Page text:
Recent examples include Palm Beach, Florida-based Applied Digital Solutions' "Verichip," an implantable device that the company hopes can be used for defense and security purposes; and a deal announced last week by Littleton, Massachusetts-based Viisage to provide its face-recognition technology to the U.S. Army.
Terrorism Spurs Innovation
Yankee Group program manager Andy Efstathiou told the E-Commerce Times that the atmosphere created by the terrorist attacks of September 11th will add to the demand for new technology. "There is an increased interest and increased demand," he noted.
"I would assume that this type of environment -- post-September 11th -- would propel the adoption of smart card technology," Efstathiou added.
Indeed, such technology, which is widely adopted in Europe but lags in the United States, is just one example of an initiative that has been revived in the fight against terrorism.
According to Efstathiou, disaster recovery and business continuity technology and systems also will "be given additional impetus as a result of September 11th."
Will AI Beat the Hype?
Other innovative technologies also are making progress despite the economic downturn.
Advances in artificial intelligence (AI) eventually could turbo-charge customer analytics, giving companies speedier insights into individual buying patterns and a host of other consumer habits.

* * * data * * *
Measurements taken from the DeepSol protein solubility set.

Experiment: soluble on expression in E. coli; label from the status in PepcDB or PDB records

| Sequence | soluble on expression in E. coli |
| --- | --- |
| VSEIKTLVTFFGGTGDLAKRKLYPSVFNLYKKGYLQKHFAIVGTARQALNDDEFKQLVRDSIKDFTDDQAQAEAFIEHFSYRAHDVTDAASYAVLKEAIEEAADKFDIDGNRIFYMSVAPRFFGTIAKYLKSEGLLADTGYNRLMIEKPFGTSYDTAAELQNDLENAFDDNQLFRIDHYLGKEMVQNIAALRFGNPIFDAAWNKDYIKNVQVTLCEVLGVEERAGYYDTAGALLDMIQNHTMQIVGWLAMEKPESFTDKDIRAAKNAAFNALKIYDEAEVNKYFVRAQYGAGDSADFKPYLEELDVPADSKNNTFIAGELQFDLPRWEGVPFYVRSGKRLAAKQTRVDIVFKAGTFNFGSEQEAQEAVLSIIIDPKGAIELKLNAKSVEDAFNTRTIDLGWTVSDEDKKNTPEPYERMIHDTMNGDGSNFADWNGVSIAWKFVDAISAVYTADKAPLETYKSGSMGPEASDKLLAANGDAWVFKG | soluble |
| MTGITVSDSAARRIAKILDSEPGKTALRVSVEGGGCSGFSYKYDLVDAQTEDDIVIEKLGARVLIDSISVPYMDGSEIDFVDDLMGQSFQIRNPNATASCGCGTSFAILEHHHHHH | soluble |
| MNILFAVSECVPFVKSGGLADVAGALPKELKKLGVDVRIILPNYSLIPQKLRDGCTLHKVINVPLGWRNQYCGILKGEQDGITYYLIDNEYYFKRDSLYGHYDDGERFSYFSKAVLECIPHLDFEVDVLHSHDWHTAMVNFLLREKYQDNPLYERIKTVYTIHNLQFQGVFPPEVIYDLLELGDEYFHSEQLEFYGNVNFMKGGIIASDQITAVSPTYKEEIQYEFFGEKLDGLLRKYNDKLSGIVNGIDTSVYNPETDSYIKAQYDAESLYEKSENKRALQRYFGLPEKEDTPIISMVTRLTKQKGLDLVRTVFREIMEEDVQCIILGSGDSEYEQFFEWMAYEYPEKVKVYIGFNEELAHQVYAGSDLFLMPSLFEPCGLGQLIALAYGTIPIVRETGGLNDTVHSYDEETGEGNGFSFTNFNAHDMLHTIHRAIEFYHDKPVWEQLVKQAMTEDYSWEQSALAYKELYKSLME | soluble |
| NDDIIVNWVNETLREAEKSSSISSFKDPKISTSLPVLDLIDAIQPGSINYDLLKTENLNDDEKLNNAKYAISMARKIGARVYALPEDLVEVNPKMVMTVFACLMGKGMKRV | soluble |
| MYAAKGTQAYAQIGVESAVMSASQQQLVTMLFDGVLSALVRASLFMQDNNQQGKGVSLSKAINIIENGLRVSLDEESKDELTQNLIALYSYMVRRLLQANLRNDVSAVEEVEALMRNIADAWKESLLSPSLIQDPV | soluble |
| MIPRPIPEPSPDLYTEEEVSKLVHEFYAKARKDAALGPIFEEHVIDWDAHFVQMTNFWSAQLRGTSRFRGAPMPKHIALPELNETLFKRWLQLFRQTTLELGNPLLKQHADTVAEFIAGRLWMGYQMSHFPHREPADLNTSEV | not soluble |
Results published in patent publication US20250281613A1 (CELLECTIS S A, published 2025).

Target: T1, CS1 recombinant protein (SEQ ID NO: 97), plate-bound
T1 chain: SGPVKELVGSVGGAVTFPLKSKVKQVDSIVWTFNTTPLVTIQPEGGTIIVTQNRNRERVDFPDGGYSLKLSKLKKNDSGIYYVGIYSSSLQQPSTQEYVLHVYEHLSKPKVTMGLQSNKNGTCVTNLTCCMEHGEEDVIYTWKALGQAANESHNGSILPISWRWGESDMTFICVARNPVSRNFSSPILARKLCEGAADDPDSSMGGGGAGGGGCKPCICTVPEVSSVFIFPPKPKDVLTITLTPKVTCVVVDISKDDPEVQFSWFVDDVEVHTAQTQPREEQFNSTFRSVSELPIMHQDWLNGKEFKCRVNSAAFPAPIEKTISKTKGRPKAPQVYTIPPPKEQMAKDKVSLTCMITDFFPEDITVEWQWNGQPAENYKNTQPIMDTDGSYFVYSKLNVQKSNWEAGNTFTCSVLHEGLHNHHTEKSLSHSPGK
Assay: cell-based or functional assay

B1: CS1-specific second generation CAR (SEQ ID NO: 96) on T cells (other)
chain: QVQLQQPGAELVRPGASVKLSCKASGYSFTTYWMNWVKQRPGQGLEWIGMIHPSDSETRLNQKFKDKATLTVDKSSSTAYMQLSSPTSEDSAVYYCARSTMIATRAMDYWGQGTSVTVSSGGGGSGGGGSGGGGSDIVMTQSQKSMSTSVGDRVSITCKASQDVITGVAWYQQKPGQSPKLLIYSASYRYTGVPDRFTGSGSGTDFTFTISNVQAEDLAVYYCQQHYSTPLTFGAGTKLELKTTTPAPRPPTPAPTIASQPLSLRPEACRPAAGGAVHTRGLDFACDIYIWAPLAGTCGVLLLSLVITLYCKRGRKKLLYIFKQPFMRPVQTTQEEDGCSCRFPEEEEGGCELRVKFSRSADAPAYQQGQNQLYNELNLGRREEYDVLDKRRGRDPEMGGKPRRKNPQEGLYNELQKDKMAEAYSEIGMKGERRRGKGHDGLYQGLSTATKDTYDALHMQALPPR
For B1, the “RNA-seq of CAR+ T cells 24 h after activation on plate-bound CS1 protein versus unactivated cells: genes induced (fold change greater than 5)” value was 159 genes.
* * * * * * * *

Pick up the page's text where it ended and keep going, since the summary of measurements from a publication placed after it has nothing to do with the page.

AI has gotten a bad rap in the past and has been characterized as too much hype and not enough practical application. But that is about to change, according to the technology's proponents.
SAS Institute, a privately held software company that specializes in business intelligence, is among the companies studying the use of AI-enhanced data mining.
SAS officials claim that one client, financial services firm Dreyfus, cut its customer attrition rate by more than 40 percent through use of an advanced analytics program, which helped identify and fix problems that were sending customers elsewhere.
Anne Milley, director of analytics strategy at SAS, said AI speeds up the analytics process and points users toward deep logical patterns that algorithms alone might not pick up.
"Neural networks go after patterns that might be significant indicators of fraud," Milley told the E-Commerce Times. The technology holds particular promise for alerting insurance companies to false claims, she said.
Michael Wellman, director of the University of Michigan's Artificial Intelligence Lab, told the E-Commerce Times that "the state of the science [of AI] and the practice, including application to business, has never been healthier."
Regardless of the reason, however, the innovation landscape should change soon. IDC research director Stephen Minton and others said they expect a tech recovery could occur as soon as next year, spurred by an improving economy and a need for greater security in the wake of September 11th.
Minton explained that a sluggish economy is not always a bad thing for R&D over the long term. There is some evidence that a downturn often precedes innovation, he noted.
"In a funny kind of way, a downturn is the best thing that can happen to innovation," he said. "If you look back at the 1980s, it was the crash of the PC stocks and, in the end, everyone was predicting the end of PCs.
"Out of the ruins, there were a lot of companies like Microsoft, Cisco and Compaq that really started to appear and become the huge, global innovators they were over the next 10 years," Minton added.